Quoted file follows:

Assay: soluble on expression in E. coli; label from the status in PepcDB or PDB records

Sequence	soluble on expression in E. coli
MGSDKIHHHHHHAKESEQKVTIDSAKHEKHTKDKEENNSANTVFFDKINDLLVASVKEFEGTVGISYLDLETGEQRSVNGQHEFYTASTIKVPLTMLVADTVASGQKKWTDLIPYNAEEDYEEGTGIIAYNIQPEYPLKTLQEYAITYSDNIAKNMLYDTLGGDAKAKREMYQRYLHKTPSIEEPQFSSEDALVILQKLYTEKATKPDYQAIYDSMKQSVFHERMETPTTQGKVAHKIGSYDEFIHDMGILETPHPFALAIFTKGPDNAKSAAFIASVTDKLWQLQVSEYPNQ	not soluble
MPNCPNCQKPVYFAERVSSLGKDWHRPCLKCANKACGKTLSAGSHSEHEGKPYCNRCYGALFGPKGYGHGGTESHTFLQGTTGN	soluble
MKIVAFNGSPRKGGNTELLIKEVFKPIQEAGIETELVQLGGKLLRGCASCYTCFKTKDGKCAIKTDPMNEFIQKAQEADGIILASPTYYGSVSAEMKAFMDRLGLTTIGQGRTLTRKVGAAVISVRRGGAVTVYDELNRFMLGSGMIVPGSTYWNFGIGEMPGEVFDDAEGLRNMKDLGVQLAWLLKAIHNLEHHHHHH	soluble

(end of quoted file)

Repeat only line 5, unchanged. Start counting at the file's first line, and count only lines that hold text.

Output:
MKIVAFNGSPRKGGNTELLIKEVFKPIQEAGIETELVQLGGKLLRGCASCYTCFKTKDGKCAIKTDPMNEFIQKAQEADGIILASPTYYGSVSAEMKAFMDRLGLTTIGQGRTLTRKVGAAVISVRRGGAVTVYDELNRFMLGSGMIVPGSTYWNFGIGEMPGEVFDDAEGLRNMKDLGVQLAWLLKAIHNLEHHHHHH	soluble